5. Max Clark, OF, Franklin Community High School (Ind.)
Clark has just as much claim to the top prep spot in this class as Jenkins, and similarly has done nothing but perform and answer any questions anyone has had about him along the way. A dynamic athlete who plays with his hair on fire, Clark offers several pluses on the card, including speed, arm, and defensive projection in center field. A lefthanded hitter, Clark has always shown strong hit tool traits and the ability to hit the ball hard, though a small swing change this spring led to greater loft and subsequently greater power projection than anyone had thought. He projects as an above-average to plus hit tool with solid average power, profiling well as a lead-off hitter at the big league level, where his speed and instincts should also play to the tune of 20+ stolen bases annually as well. Clark has a shot at 1:1 depending on what Pittsburgh decides to do, but either way is unlikely to make it out of the top 4-5 picks.
6. Kyle Teel, C, Virginia
Teel represents a good example of the new wave of catchers in baseball, a more lithe and athletic backstop than the more traditional physical, bulky type. He’s highly athletic, with good explosivity in his lower half, allowing him to move laterally at a high level, a hardline prerequisite for catching/blocking the high-octane stuff every single big league arm throws in today’s game. He projects as an above-average defender behind the plate long-term, with a plus arm aiding in that projection, and should be a run game deterrent at the highest level. Offensively, Teel swings it from the left side and is more hit tool/approach driven than power driven, and scouts are seemingly torn on how much power they project him to have with wood. He knows the zone well and should walk at a high clip while limiting strikeouts and making a good amount of contact to all fields, though the expected power output is likely closer to 40 than 50 when grading it out. He’s a well-rounded player who should impact the game in a number of ways.
7. Rhett Lowder, RHP, Wake Forest
Lowder entered the spring as a likely first rounder and did nothing but shoot up boards as he dominated all spring for one of college baseball’s best teams. Lowder is a solidly-built righty with an excellent combination of stuff and feel, with projections of a No. 2 starter frequent in his evaluations. He generally works in the 92-95 mph range on his fastball and has touched higher, featuring above-average sink and working to elicit weak contact, often early in counts. He can command the fastball to the edges and on the whole is a strike-thrower of the highest order. His best pitch is his changeup, a plus weapon thrown with conviction and excellent fading action that mimics his fastball release and projects as a bat-misser long term. One of the main question marks entering the spring was about his ability to spin the baseball, but he answered those as he developed an above-average slider with good vertical bite that some see as another plus pitch long term. His pitchability should allow him to move quickly, and he’s unlikely to make it out of the top 10 picks.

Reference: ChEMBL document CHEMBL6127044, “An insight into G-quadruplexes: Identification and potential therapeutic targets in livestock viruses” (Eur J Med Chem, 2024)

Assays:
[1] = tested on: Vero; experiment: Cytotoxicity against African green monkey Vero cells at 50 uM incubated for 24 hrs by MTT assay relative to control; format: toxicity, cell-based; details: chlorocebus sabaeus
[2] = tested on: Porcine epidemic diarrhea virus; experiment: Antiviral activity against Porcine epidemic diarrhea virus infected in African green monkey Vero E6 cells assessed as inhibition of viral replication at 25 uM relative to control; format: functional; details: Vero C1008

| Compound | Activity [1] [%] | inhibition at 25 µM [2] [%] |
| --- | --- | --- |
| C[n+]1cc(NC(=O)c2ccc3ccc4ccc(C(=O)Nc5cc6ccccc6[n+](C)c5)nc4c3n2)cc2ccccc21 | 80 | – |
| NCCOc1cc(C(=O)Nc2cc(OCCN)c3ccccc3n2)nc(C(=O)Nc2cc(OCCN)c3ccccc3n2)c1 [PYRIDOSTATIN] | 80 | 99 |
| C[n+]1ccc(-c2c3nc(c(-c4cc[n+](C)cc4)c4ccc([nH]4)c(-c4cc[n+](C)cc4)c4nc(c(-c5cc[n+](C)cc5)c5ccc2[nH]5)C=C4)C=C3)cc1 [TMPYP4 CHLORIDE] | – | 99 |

8. Arjun Nimmala, SS, Strawberry Crest HS (Fla.)
Nimmala has some of the more enticing pure upside in the class, as a young-for-the-grade shortstop with athleticism and huge power upside. In fact, in my years of scouting, it’s hard for me to think about a player who showed more tension-free bat speed and power than Nimmala shows/showed at 170 pounds, making it really exciting to think about how much juice he’s going to have at 190+ pounds. He has the range, feet, hands and arm for shortstop and should stay there long term as a solid-to-better defender, while offering plus power upside at the same time. He’s still a bit unrefined in terms of his pitch selection and zone awareness at times, but has shown the ability to direct his barrel with authority to pitch types and locations all over the strike zone. The upside here is substantial, even if the hit tool falls shy of solid-average, though 50 hit is what I have on my final card.